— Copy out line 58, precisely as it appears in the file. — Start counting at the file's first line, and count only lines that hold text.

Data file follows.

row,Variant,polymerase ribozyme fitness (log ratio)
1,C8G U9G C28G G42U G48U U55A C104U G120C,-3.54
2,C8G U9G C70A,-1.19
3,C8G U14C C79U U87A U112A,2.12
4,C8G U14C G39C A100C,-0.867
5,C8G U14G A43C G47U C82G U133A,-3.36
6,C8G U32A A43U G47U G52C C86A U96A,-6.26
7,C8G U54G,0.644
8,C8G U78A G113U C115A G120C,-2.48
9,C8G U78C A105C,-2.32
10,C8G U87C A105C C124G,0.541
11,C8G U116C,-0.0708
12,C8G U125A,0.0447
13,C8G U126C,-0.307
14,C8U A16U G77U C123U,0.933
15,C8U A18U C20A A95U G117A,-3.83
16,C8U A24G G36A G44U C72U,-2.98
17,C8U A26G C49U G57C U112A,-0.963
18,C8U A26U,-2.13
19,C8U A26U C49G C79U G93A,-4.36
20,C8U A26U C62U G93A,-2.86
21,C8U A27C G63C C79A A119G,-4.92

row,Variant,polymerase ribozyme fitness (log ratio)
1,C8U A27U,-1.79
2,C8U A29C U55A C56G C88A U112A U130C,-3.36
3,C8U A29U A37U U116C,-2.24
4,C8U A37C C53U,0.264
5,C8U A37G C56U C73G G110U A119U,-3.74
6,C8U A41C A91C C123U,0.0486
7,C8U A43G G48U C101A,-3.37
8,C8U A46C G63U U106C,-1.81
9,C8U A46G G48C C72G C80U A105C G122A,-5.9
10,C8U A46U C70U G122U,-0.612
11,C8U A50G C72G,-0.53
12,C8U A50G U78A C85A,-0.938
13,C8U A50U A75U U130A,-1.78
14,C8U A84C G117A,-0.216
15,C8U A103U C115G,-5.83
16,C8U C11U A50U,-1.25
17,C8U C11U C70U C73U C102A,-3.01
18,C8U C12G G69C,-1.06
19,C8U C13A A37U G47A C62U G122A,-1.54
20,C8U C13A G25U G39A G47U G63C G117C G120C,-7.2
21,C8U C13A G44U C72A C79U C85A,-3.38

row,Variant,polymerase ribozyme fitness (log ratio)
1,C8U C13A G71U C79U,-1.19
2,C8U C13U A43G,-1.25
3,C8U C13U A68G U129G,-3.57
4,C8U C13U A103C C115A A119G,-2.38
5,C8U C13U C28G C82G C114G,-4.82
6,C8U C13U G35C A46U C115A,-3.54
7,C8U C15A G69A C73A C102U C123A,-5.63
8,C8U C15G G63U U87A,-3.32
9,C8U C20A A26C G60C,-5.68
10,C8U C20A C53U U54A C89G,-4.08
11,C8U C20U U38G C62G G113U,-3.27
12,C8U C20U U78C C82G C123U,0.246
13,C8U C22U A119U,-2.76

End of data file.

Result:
13,C8U C22U A119U,-2.76